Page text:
Retired Army Lt. Gen. Michael Flynn, then-incoming White House national security adviser, speaks in January at a U.S. Institute of Peace conference in Washington. (Yuri Gripas/Reuters)

The Senate Intelligence Committee is issuing two new subpoenas for information from former national security adviser and retired Lt. Gen. Michael Flynn’s companies and challenging his lawyer’s refusal to comply with an existing subpoena for documents detailing his contacts with Russian officials, committee leaders announced Tuesday.

“A business does not have the right to take the Fifth,” Sen. Mark R. Warner (D-Va.), the committee’s lead Democrat, told reporters as he and chairman Richard Burr (R-N.C.) pledged to “keep all options on the table.”

Burr and Warner announced they would subpoena documents from the two Flynn businesses they were aware of — Flynn Intel LLC and Flynn Intel Inc., both based in Alexandria, Va.

They are also sending a letter to Flynn’s lawyers challenging them on “whether Flynn can take the Fifth as it relates to document production,” and itemizing more specifically what documents they want Flynn to furnish.

The moves stop short of seeking a citation of contempt against Flynn for failing to comply with the committee’s subpoena — for now.

A portion of the letter from former national security adviser Michael Flynn’s attorneys to the Senate Intelligence Committee, in which Flynn invokes his constitutional right against self-incrimination. (J. David Ake/AP)

“We’ve taken actions that we feel are appropriate right now,” Burr said. “If in fact there’s not a response, we’ll seek additional counsel on how to proceed . . . at the end of that option, there’s a contempt charge.”

Tuesday’s moves come after Flynn’s lawyers told Intelligence leaders in a letter Monday that Flynn would invoke his right against self-incrimination because the documents the committee was requesting were “testimonial” in nature. They argued the request for records of calls between June 16, 2015, and Jan. 20, 2017, was especially broad. Flynn’s lawyers also said Flynn had “more than a reasonable apprehension that any testimony he provides could be used against him.”

Committee leaders were frustrated with that response and changed the request in a seeming attempt to call Flynn’s lawyers’ bluff.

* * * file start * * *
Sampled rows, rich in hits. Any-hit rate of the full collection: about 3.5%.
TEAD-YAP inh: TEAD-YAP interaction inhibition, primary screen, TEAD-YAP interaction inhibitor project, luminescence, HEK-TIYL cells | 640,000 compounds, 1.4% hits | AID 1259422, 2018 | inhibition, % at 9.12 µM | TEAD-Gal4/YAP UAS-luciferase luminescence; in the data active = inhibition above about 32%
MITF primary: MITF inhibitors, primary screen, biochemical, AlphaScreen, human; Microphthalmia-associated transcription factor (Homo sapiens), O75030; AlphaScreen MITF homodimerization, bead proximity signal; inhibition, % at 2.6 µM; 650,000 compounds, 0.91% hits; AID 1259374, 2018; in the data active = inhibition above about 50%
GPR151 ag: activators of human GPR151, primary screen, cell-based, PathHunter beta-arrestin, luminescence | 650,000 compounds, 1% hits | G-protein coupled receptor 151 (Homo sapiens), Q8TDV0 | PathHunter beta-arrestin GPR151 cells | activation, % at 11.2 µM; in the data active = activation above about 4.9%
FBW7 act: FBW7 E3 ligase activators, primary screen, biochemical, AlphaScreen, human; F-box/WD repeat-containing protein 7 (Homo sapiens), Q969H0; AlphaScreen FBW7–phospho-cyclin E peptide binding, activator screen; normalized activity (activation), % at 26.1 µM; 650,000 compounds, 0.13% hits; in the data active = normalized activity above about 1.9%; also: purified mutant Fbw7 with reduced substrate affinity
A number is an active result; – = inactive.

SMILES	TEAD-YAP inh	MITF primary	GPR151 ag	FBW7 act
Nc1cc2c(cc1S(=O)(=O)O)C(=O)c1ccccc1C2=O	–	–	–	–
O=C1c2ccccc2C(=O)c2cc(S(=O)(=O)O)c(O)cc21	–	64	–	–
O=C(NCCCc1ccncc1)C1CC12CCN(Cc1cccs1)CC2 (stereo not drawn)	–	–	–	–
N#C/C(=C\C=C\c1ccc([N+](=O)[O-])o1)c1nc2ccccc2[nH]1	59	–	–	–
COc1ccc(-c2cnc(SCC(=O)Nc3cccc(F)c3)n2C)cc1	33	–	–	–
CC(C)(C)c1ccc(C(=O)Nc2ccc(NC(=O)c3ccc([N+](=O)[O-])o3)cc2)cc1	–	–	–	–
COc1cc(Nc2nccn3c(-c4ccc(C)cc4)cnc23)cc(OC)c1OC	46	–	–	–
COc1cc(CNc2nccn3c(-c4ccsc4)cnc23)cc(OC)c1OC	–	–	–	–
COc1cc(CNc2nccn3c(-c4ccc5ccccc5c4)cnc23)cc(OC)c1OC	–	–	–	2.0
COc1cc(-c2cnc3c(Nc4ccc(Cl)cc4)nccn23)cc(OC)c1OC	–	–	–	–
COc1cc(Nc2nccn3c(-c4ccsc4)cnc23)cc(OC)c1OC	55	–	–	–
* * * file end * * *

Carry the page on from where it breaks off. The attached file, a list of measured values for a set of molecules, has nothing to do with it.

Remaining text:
“We’ve been very specific in the documents now that we have requested from General Flynn,” Burr said.

Warner and Burr initially responded to the letter from Flynn’s lawyers Monday by pledging to “vigorously pursue General Flynn’s testimony and his production of any and all materials pursuant to the Committee’s authorities.”

Flynn’s testimony is not the only testimony they are seeking.

Warner also said Director of National Intelligence Daniel Coats and National Security Agency Director Michael S. Rogers “owe the committee some explanation” about the conversations they had with President Trump in which, as The Washington Post reported, he asked them to pressure then-FBI Director James B. Comey to drop his investigation into alleged links between Trump’s campaign and transition teams and Kremlin officials.

“We did ask all of these nominees that, as we move forward with the Russia investigation, that they would fully cooperate,” Warner said. “If we have the president trying to interfere and ask ODNI Director Coats and Admiral Rogers to back off the Russia investigation, that seems clearly a subject that Rogers and Coats would then owe the committee some explanation.”

Warner added that he expected Comey would testify publicly before the Intelligence Committee sometime during the week after Congress’s week-long Memorial Day recess.

But the more urgent matter at hand is what to do about Flynn.

Committee members met behind closed doors Tuesday afternoon and discussed their options. But not all members see eye to eye.

While Warner and Burr have indicated that holding Flynn in contempt is an option that remains on the table, others are not so sure.

“He has the right to use his Fifth Amendment rights,” said Sen. Dianne Feinstein (D-Calif.), a committee member.

Sen. Susan Collins (R-Maine), another panel member, said that if Flynn “had just refused to turn over documents without invoking his constitutional rights, then my approach would be to explore a contempt-of-Congress citation.” But, she added, “I’m very respectful of their privilege not to incriminate themselves, and so I think we have to proceed carefully.”

While plenty of witnesses invoke the Fifth Amendment to avoid giving testimony, some senators and legal experts are skeptical that the Fifth Amendment can be applied to a request for documents.

It is also unclear how much the recent appointment of Robert S. Mueller III as special counsel will affect the committee’s ability to compel Flynn’s testimony and production of documents. Flynn’s attorneys cited Mueller’s appointment as a reason against complying with the subpoena, concluding in a letter to Burr and Warner that it raised the chances Flynn’s testimony could be used against him, “giving rise to a constitutional right not to testify.”

Regardless, committee members seem to be aware that if they want to procure information from Flynn, they are in for a fight.

“I think he will fight things tooth and nail,” said Sen. Martin Heinrich (D-N.M.). “And that probably is indicative of the level of trouble that he’s in.”

Ed O’Keefe and Matea Gold contributed to this report.